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Merging Innovation, Entrepreneurship, and the Environment

Launching this spring, Innovate for Climate will challenge students to develop novel solutions to real problems affecting the Great Lakes

A new experiential class at the Farley Center for Entrepreneurship and Innovation offers students an opportunity to tackle an environmental challenge and influence other areas of climate, sustainability, and social impact in the process.

Debuting this spring, ENTREP 340: Innovate for Climate will empower students to apply entrepreneurial skills to develop new products, services, or technologies to address issues affecting the Great Lakes ecosystem, which includes the Lake Michigan waters bordering Northwestern University’s Evanston campus. 

Hayes Ferguson, Ryan Jeffery“There’s a tremendous interest among Northwestern students to solve problems facing our planet,” said Farley Center director Hayes Ferguson, who will lead the new course alongside veteran entrepreneur Ryan Jeffery. “Innovate for Climate provides students a hands-on opportunity to help solve environmental challenges right in our own backyard.”

While Northwestern offers numerous classes focused on climate change, the new Farley Center course flips the traditional model through a collaboration with the Common Mission Project (CMP) and its acclaimed “Hacking for …” program, which works with universities and student entrepreneurs to address critical challenges in society.

Together, CMP and the Farley Center will identify engaged sponsors that can present Innovate for Climate’s student teams unique problems associated with the Great Lakes – the five North American lakes representing the planet’s largest connected area of fresh water. Over the 10-week quarter, the teams will work with their external partner to discover the intricacies of their specific climate issue before employing lean startup methodology to craft a relevant, practical solution.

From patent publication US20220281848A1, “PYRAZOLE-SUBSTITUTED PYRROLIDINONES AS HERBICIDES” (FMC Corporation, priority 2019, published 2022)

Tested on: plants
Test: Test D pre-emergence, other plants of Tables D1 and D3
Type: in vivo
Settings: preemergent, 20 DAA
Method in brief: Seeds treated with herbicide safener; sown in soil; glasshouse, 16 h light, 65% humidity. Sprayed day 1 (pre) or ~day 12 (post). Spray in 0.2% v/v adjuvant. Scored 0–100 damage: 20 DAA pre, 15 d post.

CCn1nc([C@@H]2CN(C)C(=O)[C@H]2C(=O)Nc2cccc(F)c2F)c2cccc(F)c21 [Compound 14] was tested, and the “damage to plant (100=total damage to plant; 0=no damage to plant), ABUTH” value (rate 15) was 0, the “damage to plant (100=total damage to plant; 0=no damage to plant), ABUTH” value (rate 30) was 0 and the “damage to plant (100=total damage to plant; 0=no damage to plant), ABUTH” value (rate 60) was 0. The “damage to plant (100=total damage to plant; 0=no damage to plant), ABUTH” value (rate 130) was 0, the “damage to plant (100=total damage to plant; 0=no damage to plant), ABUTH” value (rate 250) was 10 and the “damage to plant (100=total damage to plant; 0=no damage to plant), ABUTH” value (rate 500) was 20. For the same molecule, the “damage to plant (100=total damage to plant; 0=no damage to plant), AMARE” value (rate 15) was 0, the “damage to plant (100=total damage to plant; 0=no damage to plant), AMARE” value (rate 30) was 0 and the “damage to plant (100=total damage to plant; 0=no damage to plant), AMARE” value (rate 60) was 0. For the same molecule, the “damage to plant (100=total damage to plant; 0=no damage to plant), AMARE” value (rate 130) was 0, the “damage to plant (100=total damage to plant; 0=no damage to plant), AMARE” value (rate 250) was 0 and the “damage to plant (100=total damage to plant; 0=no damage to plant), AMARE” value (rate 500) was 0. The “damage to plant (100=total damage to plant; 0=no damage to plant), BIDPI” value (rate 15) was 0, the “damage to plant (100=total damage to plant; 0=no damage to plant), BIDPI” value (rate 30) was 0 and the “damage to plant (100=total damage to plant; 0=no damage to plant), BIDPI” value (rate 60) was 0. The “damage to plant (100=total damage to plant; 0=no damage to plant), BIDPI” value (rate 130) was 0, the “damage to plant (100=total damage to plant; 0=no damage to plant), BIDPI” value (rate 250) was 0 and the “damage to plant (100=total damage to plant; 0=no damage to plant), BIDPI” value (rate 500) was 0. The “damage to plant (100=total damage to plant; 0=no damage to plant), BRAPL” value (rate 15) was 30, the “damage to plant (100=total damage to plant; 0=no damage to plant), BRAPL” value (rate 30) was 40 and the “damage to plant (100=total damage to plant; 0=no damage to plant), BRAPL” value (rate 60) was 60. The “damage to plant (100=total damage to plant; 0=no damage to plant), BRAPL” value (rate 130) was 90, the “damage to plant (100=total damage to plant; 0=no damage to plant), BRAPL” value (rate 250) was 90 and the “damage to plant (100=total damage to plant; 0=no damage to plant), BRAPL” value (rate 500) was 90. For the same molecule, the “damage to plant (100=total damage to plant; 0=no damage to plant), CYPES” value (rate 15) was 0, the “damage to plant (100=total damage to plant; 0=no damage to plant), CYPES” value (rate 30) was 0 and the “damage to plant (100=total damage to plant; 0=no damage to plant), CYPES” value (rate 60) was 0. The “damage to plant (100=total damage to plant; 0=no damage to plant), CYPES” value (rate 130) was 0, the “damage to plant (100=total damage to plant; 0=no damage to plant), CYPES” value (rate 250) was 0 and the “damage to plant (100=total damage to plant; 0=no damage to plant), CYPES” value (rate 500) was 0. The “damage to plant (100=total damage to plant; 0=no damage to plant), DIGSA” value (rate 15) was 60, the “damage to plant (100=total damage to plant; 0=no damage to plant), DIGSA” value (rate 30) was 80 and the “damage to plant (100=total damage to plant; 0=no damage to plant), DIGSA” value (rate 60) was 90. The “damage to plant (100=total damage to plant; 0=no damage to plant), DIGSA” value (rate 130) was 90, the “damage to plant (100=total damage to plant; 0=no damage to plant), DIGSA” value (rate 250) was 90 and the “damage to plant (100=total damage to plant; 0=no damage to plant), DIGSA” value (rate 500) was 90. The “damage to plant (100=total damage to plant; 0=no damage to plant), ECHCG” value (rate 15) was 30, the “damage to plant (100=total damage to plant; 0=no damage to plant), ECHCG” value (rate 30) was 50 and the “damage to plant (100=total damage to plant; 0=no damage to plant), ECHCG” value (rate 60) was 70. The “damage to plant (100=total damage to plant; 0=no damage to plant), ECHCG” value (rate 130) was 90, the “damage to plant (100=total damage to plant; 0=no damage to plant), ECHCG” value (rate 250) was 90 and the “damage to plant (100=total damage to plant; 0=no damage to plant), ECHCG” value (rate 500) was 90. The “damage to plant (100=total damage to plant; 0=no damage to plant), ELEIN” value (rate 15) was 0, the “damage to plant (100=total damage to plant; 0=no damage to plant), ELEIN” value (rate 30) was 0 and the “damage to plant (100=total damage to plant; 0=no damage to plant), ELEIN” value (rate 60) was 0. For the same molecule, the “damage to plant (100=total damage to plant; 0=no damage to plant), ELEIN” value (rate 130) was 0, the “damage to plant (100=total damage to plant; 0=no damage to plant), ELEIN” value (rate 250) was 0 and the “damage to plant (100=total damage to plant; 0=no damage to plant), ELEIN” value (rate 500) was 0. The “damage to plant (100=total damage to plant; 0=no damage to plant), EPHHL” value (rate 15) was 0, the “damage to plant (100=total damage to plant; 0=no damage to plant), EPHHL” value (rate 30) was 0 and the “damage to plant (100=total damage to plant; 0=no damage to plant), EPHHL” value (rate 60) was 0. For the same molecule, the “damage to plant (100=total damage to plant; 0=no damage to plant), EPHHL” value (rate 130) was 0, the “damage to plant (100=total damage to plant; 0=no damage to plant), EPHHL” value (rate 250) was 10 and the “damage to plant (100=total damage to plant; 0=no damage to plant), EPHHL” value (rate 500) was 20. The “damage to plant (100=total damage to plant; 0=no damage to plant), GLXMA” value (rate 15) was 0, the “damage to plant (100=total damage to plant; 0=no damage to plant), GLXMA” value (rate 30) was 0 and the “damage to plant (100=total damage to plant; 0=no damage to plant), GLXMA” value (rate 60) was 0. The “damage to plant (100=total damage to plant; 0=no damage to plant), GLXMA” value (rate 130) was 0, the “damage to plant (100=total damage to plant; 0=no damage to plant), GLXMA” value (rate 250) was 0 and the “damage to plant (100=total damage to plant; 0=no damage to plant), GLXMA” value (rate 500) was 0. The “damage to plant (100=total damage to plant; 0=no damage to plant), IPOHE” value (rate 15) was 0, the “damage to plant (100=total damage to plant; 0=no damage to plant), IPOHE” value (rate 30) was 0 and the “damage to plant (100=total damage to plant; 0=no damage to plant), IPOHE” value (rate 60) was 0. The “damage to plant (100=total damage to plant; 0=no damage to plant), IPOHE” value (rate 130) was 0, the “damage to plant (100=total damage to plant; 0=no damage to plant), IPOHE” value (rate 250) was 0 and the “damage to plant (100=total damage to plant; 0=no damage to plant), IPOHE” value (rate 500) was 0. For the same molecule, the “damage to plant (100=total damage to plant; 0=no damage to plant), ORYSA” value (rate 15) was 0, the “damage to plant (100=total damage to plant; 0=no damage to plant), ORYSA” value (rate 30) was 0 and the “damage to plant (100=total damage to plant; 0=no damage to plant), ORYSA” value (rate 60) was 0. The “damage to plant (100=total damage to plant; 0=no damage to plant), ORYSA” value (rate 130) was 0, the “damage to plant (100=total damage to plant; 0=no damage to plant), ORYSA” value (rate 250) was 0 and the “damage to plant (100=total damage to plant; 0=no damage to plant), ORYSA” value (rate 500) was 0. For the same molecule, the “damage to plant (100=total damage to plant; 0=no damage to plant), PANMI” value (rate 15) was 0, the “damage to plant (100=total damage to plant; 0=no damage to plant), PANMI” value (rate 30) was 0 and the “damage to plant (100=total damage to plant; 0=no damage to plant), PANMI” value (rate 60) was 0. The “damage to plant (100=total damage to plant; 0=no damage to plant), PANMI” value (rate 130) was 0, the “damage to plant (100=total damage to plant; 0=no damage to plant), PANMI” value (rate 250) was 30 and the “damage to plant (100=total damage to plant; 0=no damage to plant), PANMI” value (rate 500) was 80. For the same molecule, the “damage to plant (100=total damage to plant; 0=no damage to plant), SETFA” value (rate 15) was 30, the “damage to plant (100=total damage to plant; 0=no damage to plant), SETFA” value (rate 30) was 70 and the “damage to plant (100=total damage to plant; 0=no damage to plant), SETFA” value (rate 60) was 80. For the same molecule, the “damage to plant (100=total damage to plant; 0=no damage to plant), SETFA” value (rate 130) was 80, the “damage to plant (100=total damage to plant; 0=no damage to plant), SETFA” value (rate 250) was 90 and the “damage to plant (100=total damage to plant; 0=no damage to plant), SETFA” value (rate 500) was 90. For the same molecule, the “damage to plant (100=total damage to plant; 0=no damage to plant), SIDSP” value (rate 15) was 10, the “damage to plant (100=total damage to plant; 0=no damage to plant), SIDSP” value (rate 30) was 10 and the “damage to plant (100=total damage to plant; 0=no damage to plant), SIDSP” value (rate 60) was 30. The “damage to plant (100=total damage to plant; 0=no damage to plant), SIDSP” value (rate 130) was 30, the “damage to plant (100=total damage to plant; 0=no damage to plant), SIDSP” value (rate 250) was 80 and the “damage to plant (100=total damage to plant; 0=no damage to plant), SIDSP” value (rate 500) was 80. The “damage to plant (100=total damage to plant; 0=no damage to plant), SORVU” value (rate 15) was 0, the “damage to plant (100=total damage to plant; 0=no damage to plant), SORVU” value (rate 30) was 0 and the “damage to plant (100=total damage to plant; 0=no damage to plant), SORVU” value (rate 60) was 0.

Committed sponsors include Illinois-Indiana Sea Grant and the Lake Erie Islands Nature & Wildlife Center.

“Rather than tasking students with finding a problem, we will provide them with carefully curated problems that established organizations are grappling with,” Ferguson said. “The program is rooted in the idea that we can serve the common good by applying entrepreneurial skills to existing problems.”

Both Ferguson and Jeffery are capable guides to this end.

While Ferguson possesses extensive experience teaching entrepreneurship and innovation classes at Farley and doubles as a faculty affiliate at Northwestern’s Paula M. Trienens Institute for Sustainability and Energy, Jeffery brings deep expertise in the sustainability field. As the managing director for the sustainability program at gener8tor, a venture capital firm and accelerator, he provides coaching, capital, and connections to propel cutting-edge sustainability and climate tech startups to market.

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